— Sen. Al Franken pleaded with the Securities and Exchange Commission Tuesday to change what he considers a hopelessly corrupted ratings system for financial products.

The Minnesota Democrat believes rating companies promoted “junk” in exchange for continued business from financial institutions. An amendment he co-sponsored with Sen. Roger Wicker, R.-Miss., to the 2010 Wall Street reform required action if a study revealed ongoing conflicts of interest between ratings agencies and companies that hire them to judge the risk of financial products.

That study, released in December 2012, concluded that the potential for conflicts remains. But the effort to change financial product ratings has progressed glacially.

“My plea to you today is that you take action,” Franken told commissioners at the start of Tuesday’s daylong hearing to discuss how to fix conflicts of interest that led to AAA ratings for virtually worthless securities, which helped cause the Great Recession.

SEC commissioners listened to 26 experts from the financial services sector, ratings agencies, academia and government, as well as Franken, Wicker and U.S. Rep. Scott Garrett, R.-N.J.

The hearing left in limbo Franken’s and Wicker’s proposal to let an SEC-appointed commission name the agencies that perform initial risk assessments of structured financial investments such as mortgage-backed securities.

“Investors are always going to have to rely on these ratings,” Franken said. “A pension manager making investments for the pension funds of volunteer firefighters in Kandiyohi County in central Minnesota simply doesn’t have the resources to do his or her own complex credit risk analysis.”

Franken has said he expects SEC action within months to address conflicts of interest in the ratings process.

That timetable is optimistic, said Norm Ornstein of the American Enterprise Institute.

“Once you begin changing, the big money comes out to try to thwart it or dilute it,” Ornstein said, referring to the financial services industry as well as the rating agencies. “The review process has a lot of people involved who don’t want anything to happen,” he said. “One thing I realize after 43 years in Washington is if you expect it’s all going to happen in the next two years, you’re going to be disappointed.”

Among those the SEC invited to comment Tuesday was Douglas Peterson, president of Standard & Poor’s Ratings Services. His company has been sued for fraud by the U.S. Justice Department for purposely understating the risks of securities in the buildup to the 2008 financial meltdown. S&P has denied wrongdoing.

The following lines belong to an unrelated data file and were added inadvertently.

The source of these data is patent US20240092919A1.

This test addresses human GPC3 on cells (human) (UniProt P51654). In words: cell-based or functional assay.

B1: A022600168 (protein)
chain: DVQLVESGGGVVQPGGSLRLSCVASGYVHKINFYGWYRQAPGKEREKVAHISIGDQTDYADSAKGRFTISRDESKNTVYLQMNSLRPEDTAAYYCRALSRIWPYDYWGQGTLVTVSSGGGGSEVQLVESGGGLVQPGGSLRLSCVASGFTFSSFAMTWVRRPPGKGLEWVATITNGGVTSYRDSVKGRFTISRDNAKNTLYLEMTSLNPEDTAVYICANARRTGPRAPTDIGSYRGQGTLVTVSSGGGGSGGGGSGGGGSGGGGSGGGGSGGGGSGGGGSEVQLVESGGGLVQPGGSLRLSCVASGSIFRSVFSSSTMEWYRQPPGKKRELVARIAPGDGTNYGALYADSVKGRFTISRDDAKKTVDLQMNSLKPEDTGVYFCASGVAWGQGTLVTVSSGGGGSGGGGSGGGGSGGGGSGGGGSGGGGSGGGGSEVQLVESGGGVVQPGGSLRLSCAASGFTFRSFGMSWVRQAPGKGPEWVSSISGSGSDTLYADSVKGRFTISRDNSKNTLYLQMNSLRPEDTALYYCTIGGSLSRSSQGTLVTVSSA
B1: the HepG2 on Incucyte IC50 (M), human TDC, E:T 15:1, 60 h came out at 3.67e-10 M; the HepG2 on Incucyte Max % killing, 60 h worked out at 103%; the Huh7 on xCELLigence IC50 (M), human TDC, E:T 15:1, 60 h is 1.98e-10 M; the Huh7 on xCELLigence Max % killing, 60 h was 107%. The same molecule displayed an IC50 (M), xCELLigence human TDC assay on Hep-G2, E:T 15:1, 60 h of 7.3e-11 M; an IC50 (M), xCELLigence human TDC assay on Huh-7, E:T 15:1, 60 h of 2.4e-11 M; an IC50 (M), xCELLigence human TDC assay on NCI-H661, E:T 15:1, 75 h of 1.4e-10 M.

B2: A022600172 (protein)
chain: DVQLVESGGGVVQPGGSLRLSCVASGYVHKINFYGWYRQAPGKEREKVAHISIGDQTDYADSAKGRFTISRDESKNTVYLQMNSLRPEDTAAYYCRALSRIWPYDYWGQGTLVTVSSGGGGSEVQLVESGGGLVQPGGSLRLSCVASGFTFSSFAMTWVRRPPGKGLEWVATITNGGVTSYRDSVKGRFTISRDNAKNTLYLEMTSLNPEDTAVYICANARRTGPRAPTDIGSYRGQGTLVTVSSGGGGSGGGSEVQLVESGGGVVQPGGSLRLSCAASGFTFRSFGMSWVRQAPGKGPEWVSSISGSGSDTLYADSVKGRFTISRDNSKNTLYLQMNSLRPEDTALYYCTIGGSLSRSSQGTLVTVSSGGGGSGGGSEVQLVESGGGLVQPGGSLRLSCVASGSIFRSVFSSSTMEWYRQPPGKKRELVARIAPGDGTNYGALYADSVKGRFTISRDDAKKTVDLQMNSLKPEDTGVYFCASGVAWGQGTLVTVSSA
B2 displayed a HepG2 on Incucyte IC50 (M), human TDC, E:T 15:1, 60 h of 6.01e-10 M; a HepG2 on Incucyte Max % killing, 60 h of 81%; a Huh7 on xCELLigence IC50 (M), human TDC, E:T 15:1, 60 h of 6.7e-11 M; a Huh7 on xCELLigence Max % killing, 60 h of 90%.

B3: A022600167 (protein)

Peterson opposed the government appointment of credit raters that Franken wants, as did most members of the ratings and financial industry who were invited to the roundtable.

The Financial Services Roundtable, now led by former Minnesota Gov. Tim Pawlenty, was not on any of the SEC panels. But Pawlenty’s organization has previously spoken publicly against Franken’s plan.

The financial sector generally supports alternatives that preserve the right of banks and brokerages to pick their own product raters. The industry has coalesced behind a system that would add unsolicited ratings of financial instruments to supplement the ones financial institutions solicit.

There was also discussion Tuesday of disclosing if banks or brokerages “shop” for better product ratings and of developing a licensing procedure.

Public policy specialist Jay Kiedrowski of the University of Minnesota sees those moves as efforts from a chastened ratings industry.

“They had been convinced [packaging mortgages] was viable,” Kiedrowski said. “They didn’t have the ability to do the proper analysis.”

But Franken read from an e-mail obtained by investigators in the S&P fraud suit: “Let’s hope we are all wealthy and retired by the time this house of cards falters,” it said.

Dave Berg of Eden Prairie takes that cynicism personally. Berg did not attend Tuesday’s roundtable, but Franken quoted from him while speaking to the SEC commissioners. Berg lost his IT job in 2008 and has not worked full time since. Now 60, Berg has spent practically all of his retirement savings living day-to-day.

As he drew down those funds, the stock market crashed and shrank his nest egg.

“You would think a AAA rating would be a good investment,” Beg said in an interview. “We depend on the rating system to be accurate. When banks pay for AAA ratings, that doesn’t lend a lot of faith.”